The Seventh Federal Reserve District states of Illinois, Indiana, Iowa, Michigan and Wisconsin continue to play a key role in the agricultural economy of the United States, as well as the world. Although agriculture's share of the total Seventh District economy is decreasing, it remains a very important part of the larger economy.
Notes: For the indexes plotted in the second chart, bankers responded to each item by indicating whether conditions during the current quarter were higher or lower than (or the same as) in the year-earlier period. The index numbers are computed by subtracting the percentage of bankers who responded "lower" from the percentage who responded "higher" and adding 100. These indexes exclude real estate loans.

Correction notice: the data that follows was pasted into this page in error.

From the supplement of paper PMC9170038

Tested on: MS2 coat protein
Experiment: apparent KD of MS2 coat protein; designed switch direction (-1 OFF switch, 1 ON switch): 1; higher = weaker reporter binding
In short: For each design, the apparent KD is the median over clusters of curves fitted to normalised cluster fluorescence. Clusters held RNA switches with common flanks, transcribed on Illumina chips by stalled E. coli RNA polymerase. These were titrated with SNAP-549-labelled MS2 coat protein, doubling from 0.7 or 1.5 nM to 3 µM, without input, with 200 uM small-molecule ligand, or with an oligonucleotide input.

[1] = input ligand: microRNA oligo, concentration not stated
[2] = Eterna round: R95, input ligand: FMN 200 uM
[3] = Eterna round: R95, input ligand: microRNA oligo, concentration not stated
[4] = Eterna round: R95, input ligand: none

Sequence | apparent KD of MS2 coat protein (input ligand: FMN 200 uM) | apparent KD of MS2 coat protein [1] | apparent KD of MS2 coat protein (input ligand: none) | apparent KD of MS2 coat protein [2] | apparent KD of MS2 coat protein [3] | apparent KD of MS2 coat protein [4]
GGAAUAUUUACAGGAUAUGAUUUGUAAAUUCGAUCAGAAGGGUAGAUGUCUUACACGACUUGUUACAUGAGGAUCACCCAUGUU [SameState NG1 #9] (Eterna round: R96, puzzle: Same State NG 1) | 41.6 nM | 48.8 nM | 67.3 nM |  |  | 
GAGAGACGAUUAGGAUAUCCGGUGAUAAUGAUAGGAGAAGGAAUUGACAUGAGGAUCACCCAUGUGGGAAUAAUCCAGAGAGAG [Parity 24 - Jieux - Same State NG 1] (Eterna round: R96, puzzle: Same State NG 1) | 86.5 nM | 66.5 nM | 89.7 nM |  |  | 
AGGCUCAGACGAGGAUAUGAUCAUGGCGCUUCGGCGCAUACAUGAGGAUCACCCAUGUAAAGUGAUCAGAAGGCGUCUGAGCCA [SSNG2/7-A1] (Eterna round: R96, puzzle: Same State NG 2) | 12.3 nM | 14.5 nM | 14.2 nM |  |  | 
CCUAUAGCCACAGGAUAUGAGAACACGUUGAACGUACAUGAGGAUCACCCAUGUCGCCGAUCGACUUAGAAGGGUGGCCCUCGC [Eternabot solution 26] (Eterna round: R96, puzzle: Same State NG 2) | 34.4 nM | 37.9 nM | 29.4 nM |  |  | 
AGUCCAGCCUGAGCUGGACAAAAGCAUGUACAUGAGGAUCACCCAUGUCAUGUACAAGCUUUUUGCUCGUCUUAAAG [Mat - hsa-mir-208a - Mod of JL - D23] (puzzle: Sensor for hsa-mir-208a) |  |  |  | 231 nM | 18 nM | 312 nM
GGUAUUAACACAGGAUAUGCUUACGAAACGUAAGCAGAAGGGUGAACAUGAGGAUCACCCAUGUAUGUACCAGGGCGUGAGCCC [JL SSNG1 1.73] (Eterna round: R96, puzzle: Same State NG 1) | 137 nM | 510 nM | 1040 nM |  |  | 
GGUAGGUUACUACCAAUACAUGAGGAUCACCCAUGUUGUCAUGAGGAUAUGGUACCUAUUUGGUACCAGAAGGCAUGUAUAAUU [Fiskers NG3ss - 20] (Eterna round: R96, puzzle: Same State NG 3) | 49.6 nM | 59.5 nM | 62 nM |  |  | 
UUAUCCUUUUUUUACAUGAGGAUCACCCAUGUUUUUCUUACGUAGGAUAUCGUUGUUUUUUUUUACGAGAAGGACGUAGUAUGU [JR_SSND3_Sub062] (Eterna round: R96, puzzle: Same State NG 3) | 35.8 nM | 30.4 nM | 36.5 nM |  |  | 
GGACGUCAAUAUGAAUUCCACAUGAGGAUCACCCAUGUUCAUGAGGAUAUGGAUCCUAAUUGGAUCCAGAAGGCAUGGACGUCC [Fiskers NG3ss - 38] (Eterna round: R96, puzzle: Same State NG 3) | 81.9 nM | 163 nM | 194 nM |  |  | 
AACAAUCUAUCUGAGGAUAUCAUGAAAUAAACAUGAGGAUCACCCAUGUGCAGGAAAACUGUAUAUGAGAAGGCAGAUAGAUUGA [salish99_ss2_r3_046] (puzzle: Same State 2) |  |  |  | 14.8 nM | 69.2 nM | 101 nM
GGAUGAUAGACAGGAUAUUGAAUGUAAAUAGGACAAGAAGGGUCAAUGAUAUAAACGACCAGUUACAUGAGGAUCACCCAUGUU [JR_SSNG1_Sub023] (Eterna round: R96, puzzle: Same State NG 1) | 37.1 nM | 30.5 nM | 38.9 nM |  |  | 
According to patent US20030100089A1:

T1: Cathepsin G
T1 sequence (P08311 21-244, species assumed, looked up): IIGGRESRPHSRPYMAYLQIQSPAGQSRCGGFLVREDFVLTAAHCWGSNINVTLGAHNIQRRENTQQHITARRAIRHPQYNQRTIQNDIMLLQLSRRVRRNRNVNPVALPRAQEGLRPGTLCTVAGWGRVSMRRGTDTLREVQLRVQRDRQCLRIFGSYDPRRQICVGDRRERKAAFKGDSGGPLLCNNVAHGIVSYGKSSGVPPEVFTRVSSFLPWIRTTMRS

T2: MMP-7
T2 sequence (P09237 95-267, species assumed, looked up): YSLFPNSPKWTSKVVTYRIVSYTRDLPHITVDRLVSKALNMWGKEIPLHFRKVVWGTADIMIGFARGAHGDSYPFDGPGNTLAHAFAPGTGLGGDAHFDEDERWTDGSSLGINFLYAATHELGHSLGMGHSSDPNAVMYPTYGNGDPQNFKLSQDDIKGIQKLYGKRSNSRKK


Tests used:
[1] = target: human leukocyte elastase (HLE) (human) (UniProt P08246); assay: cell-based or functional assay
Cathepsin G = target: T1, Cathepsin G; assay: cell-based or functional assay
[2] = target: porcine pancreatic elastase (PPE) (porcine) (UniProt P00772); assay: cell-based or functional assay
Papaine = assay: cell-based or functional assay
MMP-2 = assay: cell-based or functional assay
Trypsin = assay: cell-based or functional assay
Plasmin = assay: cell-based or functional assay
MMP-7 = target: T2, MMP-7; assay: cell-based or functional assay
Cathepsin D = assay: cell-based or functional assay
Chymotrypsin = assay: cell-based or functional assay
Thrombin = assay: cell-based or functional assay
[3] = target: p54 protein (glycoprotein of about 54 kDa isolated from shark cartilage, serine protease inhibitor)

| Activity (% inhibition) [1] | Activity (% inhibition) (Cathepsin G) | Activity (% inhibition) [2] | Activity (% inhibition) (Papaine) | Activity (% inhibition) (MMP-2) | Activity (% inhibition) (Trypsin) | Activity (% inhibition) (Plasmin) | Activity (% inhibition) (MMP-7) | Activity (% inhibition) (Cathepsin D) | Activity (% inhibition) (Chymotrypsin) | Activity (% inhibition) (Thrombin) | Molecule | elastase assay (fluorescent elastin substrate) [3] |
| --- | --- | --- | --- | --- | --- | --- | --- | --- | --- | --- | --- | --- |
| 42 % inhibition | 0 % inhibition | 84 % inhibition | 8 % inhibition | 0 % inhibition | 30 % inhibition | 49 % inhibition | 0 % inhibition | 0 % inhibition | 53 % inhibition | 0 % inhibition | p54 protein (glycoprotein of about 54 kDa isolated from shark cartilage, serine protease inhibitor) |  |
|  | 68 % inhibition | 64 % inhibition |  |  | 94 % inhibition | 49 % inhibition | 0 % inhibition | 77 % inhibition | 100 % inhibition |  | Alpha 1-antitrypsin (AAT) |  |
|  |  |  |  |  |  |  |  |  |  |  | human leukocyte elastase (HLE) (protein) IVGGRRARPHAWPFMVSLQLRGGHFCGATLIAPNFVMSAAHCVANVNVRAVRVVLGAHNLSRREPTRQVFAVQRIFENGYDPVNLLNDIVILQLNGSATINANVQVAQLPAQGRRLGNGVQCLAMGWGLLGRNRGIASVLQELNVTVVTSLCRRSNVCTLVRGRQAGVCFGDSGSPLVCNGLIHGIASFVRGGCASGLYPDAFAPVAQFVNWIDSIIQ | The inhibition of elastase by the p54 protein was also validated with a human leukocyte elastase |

In the third chart, averages of interest rates for the District are plotted. The green line indicates rates for farm operating loans, and the orange line indicates rates for farm real estate loans. Since farming is a very capital-intensive industry, many farmers make extensive use of borrowed funds. Higher interest rates mean larger expenses and less profit.
Source for all charts: Chicago Fed staff calculations based on data from the Federal Reserve Bank of Chicago, Land Values and Credit Conditions Survey.
Data on credit conditions at Seventh District agricultural banks and on farmland values in the Seventh District are available for download as spreadsheets. Recent data for credit conditions are also available on the third page of the AgLetter.
Seventh District Credit Conditions
Seventh District Land Values
Agriculture Conference Series
Visit the Agriculture Conference Series to learn about past issues discussed and our speakers.